Harrill: Most of those things you raised, they have to do with consumption. “Let’s go some place and spend money.” And those aren’t solutions ultimately to what anyone is going through, and they’re not going to lead Margaret to become the person she needs to be.
The Dissolve: There’s a spiritual component to the film that’s specifically Christian, but this isn’t the type of film to which churches would bus in their congregation. How did you want to incorporate Christianity in the film?
Harrill: This gets into the question of how to be culturally specific. I live in East Tennessee, and it’s a very Christian region, and to me, her engagement with religion seemed like it was always going to be part of the film. She was going to seek something bigger than herself, and that’s going to necessarily be something with a spiritual component. It was very important to me to not make something that was in any way a faith-based movie. Because those movies have answers, or they think they have answers, but there’s no openness to those films at all. I find them to be the worst kind of propaganda. Knowing that I wanted to do that and how to do that—those were two different things, and that was a process over the course of the film.
There were pages in the script that seemed okay, or seemed good on the page, and then you start hearing the actors say the lines, and you say "no, no, no," because it starts to sound like one of those movies. It’s a process of writing and re-writing, getting a lot of feedback, and hearing the words spoken by the actors and re-writing, sometimes even on set. Then I worked with Jennifer Lilly, the editor, to try to find any way to keep the film open [to viewers], whether they’re practicing Christians or atheists. To me, one of the highest compliments I’ve gotten is that Christianity Today wanted to do an interview with me, and then a few days later, I got a really nice review from someone who wrote, “I’m an avowed atheist…” and I thought, “Okay, great.” If the film is working at least on that level, I achieved what I was trying to do.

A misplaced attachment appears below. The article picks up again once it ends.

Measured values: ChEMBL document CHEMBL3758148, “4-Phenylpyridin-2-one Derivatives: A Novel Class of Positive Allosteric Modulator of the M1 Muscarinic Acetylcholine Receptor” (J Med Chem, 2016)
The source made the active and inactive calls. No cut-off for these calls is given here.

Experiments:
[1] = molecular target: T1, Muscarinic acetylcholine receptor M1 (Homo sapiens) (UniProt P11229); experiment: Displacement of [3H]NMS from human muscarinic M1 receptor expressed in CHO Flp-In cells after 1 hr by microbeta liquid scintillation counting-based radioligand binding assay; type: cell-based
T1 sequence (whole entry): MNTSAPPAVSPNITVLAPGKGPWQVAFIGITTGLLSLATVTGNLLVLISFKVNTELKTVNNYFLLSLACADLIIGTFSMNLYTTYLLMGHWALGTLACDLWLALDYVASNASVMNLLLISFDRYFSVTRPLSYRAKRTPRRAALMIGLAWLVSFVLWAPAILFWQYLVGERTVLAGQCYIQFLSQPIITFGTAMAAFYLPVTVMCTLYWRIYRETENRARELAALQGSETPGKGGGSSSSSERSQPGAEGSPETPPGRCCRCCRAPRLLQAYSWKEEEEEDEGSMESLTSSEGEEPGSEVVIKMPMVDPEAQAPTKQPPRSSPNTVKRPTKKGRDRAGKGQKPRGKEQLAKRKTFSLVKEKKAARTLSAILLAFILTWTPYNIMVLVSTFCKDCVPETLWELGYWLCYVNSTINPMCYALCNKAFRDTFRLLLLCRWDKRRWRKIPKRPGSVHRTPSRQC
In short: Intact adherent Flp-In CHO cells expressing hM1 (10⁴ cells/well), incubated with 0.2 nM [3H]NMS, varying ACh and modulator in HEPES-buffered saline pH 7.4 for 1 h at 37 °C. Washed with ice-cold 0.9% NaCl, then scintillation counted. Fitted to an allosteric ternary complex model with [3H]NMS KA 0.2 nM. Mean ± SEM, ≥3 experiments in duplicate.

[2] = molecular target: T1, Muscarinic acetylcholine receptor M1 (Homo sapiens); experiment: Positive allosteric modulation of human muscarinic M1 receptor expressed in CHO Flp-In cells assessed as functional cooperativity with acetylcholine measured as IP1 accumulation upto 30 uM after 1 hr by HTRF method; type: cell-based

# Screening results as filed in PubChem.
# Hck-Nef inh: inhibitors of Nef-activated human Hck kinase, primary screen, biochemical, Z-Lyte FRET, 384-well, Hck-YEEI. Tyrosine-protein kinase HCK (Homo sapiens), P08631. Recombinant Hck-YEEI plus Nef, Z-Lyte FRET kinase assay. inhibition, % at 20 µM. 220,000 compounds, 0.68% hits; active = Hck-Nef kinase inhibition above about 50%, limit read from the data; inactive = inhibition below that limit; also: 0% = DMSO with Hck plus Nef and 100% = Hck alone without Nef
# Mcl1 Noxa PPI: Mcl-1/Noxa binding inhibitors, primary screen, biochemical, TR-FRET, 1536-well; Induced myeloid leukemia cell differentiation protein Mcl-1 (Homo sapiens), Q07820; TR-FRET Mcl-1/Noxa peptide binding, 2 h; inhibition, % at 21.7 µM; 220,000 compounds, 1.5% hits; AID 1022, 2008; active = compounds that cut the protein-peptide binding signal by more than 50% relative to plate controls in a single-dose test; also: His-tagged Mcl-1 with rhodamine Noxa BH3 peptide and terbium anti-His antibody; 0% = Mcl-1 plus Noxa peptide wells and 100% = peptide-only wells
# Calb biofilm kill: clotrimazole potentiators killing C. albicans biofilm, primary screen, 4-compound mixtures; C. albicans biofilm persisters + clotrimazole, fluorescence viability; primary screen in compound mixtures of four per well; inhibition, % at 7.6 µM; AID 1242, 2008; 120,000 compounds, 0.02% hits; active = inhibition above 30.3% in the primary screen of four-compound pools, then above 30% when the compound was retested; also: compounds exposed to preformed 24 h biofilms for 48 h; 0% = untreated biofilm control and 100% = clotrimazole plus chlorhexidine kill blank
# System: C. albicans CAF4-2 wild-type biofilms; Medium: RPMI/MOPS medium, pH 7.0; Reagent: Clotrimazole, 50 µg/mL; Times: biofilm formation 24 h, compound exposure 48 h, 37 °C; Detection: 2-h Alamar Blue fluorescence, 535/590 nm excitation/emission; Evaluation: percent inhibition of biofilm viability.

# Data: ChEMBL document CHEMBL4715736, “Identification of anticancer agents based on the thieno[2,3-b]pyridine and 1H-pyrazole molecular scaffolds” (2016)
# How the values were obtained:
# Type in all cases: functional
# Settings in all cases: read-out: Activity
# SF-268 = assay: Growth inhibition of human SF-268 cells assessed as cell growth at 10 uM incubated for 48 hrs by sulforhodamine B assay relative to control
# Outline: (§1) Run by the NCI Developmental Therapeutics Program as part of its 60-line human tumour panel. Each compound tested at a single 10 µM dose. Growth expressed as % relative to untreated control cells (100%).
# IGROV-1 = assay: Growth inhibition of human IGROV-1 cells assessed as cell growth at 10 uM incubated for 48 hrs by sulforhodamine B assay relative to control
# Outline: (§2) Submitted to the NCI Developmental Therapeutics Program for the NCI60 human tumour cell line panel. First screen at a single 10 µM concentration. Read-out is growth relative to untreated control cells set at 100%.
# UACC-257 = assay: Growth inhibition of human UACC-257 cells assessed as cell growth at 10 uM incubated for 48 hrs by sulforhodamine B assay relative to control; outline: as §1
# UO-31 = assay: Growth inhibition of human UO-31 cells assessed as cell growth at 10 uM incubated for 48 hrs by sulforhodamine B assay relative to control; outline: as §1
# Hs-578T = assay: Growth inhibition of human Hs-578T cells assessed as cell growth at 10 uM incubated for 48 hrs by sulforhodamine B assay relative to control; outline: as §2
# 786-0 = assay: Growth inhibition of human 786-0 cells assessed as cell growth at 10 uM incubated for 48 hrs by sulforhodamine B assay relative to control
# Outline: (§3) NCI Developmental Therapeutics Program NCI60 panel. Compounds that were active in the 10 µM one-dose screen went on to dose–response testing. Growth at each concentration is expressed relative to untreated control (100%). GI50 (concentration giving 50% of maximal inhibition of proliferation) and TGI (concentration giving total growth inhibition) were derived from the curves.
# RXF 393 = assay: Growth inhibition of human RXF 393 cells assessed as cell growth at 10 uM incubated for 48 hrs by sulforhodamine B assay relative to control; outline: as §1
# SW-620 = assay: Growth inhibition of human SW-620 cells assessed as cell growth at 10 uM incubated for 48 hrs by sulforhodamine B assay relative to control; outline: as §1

The Dissolve: Did you find that the production of the film mirrored Margaret’s story in any way? Did you feel your values as a filmmaker align with the values she begins to embrace?
Harrill: Yeah, from the beginning. It was a very humble production. This was a super-low budget film. I can say it was well under $100,000. And it was a very minimal crew. Most days, it was about five people. In terms of the style, Kunitaro Ohi, the cinematographer, and I... our guiding word was simplicity. She’s on this journey of simplicity. We’re going to start the film from one place, but we’re on a journey of simplicity as well. And we’re trying to simplify the look over the course of the film and aiming for humility, not showoff-y camera stuff.
The Dissolve: What’s next for you?
Harrill: There’s a script I’d like to direct called The Joy Of Living. It’s a story about a man who returns to the South to help a detective solve the case of his murdered childhood piano teacher. It’s set in East Tennessee. It’s very much a film about the culture here. It's a mystery in the traditional sense, but it's also a story about the mysteries of character—in this case, the victim and the people investigating the crime.
The Dissolve: Now that I think of it, this idea of returning to the same region reminds me of those Victor Nunez films, which were always set in Florida. Did you ever see those back in the day? Ruby In Paradise, Ulee’s Gold?
Harrill: Yes, yes! You took the words right out of my mouth. The one I can never remember, but which is my favorite of his, is A Flash Of Green with Ed Harris. I love those films. I saw those years ago on VHS. I actually have to say that. I’ve gotta say that’s actually one of the key films for me when thinking about The Joy Of Living. It’s a story of place and character, but it has genre notes as well, but not in a way that feels formulaic. It’s very organic. Ruby In Paradise was a film that I thought about while I was making this film, though I didn’t go back to look at it because I didn’t want to get influenced by that. I saw it when it came out many years ago. I really loved that Nunez was a Southern writer who stayed in his place. That was his region. That was his fertile ground that he kept exploring in his work.